The European Council issued a statement today, announcing that technical assistance to Russian aviation sector will not violate any of the European Union’s sanctions as long as it is “needed to safeguard the technical industrial standard setting work of the International Civil Aviation Organization”.
The European Union has issued a statement today, clarifying what kind business deals with Russia are still permitted amid the economic sanctions the block has imposed on Russia over its war of aggression in Ukraine.
The list of exemptions includes technical assistance to the Russian aviation sector under certain conditions, and any business deals related to the food and fertilizer commerce.
According to the European Union‘s statement, transactions with Russia’s “certain state-owned entities” will also be allowed if they are related to agricultural products or the export of oil to third countries.
Trade “in agricultural and food products, including wheat and fertilizers” between Russia and any third country is also not affected by existing EU sanctions “in any way,” EU said.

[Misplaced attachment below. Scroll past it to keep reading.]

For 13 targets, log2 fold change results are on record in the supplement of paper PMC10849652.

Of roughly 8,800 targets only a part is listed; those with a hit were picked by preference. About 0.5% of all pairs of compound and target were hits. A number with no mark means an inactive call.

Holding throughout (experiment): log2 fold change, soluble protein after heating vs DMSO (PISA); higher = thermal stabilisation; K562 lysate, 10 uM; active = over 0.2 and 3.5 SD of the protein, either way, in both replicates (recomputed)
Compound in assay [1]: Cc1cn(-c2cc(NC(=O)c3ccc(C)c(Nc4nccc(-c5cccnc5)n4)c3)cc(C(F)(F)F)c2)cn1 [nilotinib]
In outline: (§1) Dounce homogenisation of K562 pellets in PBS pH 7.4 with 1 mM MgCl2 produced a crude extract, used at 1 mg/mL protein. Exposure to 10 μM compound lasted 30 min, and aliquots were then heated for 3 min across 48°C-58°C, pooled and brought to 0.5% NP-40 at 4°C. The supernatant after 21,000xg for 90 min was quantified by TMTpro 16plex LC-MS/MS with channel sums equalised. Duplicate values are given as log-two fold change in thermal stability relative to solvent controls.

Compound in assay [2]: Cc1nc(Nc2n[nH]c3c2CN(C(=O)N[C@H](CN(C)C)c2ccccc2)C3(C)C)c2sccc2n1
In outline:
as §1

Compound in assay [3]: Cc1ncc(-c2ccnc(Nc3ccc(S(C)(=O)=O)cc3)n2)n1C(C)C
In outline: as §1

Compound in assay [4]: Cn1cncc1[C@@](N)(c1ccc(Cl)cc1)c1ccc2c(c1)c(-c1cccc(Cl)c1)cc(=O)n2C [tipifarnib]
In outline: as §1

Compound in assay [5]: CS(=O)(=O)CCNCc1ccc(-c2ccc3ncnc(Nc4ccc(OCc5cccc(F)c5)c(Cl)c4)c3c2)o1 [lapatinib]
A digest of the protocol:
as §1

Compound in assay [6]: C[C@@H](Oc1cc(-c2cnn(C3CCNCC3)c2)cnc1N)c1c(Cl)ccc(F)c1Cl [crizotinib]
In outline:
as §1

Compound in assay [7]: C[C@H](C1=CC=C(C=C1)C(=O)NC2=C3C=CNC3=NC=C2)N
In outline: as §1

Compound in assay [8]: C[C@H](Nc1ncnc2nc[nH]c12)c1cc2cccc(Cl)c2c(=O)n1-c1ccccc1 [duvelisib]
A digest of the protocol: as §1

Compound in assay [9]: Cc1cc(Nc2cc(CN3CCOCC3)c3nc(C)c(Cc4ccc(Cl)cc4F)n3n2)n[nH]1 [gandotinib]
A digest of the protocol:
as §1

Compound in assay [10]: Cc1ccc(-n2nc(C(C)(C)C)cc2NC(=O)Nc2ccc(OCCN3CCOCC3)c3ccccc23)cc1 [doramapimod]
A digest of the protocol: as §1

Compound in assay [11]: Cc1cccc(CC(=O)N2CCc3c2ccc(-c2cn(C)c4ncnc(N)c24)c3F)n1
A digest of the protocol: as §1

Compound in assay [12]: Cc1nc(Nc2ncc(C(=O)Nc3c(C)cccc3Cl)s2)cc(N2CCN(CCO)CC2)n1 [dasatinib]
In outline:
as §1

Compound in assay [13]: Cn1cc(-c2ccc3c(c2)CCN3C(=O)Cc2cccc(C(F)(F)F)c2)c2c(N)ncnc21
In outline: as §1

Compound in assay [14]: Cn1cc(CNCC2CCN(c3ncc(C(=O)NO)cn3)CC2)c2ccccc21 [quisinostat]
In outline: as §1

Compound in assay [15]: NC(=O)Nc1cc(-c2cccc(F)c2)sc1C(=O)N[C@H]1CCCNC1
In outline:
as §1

“We are … extending the exemption of transactions for agricultural products and transfer of oil to third countries,” High Representative of the Union for Foreign Affairs and Security Policy, Josep Borrell, said, commenting on the decision.
“The European Union is doing its part to ensure we can overcome the looming global food crisis,” he added.
Any non-EU countries and their citizens “operating outside of the European Union” can also buy any pharmaceutical or medical products from Russia without fear of repercussions from Brussels, the statement said.
The clarification has been issued as the European Union slapped Russia with new round of sanctions, which included an EU-wide ban on Russian gold imports. EU also froze the assets of Sberbank, Russia’s largest lender.
The sanctions expanded the list of “controlled items” that Brussels says, “may contribute to Russia’s military and technological enhancement or the development of its defense and security sector.” A port access ban for Russian vessels was extended as well.
The EU Commission described the latest round of restrictions as a “maintenance and alignment” package intended to tighten loopholes in existing sanctions and align the EU with its other Western allies on gold imports.